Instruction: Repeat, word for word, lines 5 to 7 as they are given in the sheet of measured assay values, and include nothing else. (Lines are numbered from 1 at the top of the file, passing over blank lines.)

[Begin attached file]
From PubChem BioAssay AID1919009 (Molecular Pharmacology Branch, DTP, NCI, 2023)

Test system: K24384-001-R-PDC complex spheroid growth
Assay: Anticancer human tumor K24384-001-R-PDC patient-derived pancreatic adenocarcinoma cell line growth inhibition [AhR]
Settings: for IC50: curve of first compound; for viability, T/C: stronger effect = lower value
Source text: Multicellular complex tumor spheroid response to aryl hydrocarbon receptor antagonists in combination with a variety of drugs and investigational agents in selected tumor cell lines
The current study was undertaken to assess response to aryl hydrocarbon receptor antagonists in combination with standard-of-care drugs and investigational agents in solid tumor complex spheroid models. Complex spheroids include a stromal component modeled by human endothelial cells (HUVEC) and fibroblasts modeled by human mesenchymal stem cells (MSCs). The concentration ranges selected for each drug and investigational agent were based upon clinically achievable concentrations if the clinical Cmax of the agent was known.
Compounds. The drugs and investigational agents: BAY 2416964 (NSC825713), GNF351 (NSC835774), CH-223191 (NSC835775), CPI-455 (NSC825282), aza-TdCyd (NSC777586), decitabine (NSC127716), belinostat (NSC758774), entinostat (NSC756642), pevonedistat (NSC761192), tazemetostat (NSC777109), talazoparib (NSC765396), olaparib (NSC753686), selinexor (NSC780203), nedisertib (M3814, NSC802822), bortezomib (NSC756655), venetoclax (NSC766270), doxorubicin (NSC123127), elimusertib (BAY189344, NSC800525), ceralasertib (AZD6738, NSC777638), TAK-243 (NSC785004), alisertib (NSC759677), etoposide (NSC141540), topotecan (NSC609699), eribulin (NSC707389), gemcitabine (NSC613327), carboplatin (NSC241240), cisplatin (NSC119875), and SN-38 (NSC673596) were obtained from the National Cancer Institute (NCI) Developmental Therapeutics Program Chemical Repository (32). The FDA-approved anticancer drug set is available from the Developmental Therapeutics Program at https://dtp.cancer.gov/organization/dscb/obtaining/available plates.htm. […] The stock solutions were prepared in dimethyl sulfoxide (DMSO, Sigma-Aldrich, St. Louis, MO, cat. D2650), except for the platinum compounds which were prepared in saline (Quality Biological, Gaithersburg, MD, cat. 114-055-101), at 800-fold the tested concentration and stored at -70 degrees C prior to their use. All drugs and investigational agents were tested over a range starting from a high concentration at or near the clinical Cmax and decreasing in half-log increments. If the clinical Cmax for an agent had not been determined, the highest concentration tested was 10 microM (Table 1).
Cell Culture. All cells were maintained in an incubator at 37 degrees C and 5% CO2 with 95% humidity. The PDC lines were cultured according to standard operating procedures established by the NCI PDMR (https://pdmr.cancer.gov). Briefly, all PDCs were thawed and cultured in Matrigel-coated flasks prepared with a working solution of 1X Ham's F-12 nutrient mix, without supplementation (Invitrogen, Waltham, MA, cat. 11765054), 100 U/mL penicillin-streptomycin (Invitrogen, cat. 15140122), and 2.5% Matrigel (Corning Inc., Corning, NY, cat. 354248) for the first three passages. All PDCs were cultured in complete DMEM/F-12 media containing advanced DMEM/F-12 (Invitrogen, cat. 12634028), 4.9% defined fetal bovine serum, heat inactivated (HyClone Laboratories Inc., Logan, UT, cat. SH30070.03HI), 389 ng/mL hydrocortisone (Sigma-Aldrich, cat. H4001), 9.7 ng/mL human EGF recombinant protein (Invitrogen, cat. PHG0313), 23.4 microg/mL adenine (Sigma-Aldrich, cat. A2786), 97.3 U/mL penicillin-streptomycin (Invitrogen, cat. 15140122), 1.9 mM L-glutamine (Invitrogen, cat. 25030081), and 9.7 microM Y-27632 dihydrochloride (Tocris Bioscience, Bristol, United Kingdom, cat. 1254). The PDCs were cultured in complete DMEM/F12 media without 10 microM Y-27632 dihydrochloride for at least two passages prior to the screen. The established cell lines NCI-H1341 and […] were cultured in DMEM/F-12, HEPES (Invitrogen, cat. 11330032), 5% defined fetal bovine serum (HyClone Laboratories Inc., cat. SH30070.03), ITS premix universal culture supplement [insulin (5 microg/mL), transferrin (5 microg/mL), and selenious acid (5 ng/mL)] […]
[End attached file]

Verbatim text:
Source text: Multicellular complex tumor spheroid response to aryl hydrocarbon receptor antagonists in combination with a variety of drugs and investigational agents in selected tumor cell lines
The current study was undertaken to assess response to aryl hydrocarbon receptor antagonists in combination with standard-of-care drugs and investigational agents in solid tumor complex spheroid models. Complex spheroids include a stromal component modeled by human endothelial cells (HUVEC) and fibroblasts modeled by human mesenchymal stem cells (MSCs). The concentration ranges selected for each drug and investigational agent were based upon clinically achievable concentrations if the clinical Cmax of the agent was known.
Compounds. The drugs and investigational agents: BAY 2416964 (NSC825713), GNF351 (NSC835774), CH-223191 (NSC835775), CPI-455 (NSC825282), aza-TdCyd (NSC777586), decitabine (NSC127716), belinostat (NSC758774), entinostat (NSC756642), pevonedistat (NSC761192), tazemetostat (NSC777109), talazoparib (NSC765396), olaparib (NSC753686), selinexor (NSC780203), nedisertib (M3814, NSC802822), bortezomib (NSC756655), venetoclax (NSC766270), doxorubicin (NSC123127), elimusertib (BAY189344, NSC800525), ceralasertib (AZD6738, NSC777638), TAK-243 (NSC785004), alisertib (NSC759677), etoposide (NSC141540), topotecan (NSC609699), eribulin (NSC707389), gemcitabine (NSC613327), carboplatin (NSC241240), cisplatin (NSC119875), and SN-38 (NSC673596) were obtained from the National Cancer Institute (NCI) Developmental Therapeutics Program Chemical Repository (32). The FDA-approved anticancer drug set is available from the Developmental Therapeutics Program at https://dtp.cancer.gov/organization/dscb/obtaining/available plates.htm. […] The stock solutions were prepared in dimethyl sulfoxide (DMSO, Sigma-Aldrich, St. Louis, MO, cat. D2650), except for the platinum compounds which were prepared in saline (Quality Biological, Gaithersburg, MD, cat. 114-055-101), at 800-fold the tested concentration and stored at -70 degrees C prior to their use. All drugs and investigational agents were tested over a range starting from a high concentration at or near the clinical Cmax and decreasing in half-log increments. If the clinical Cmax for an agent had not been determined, the highest concentration tested was 10 microM (Table 1).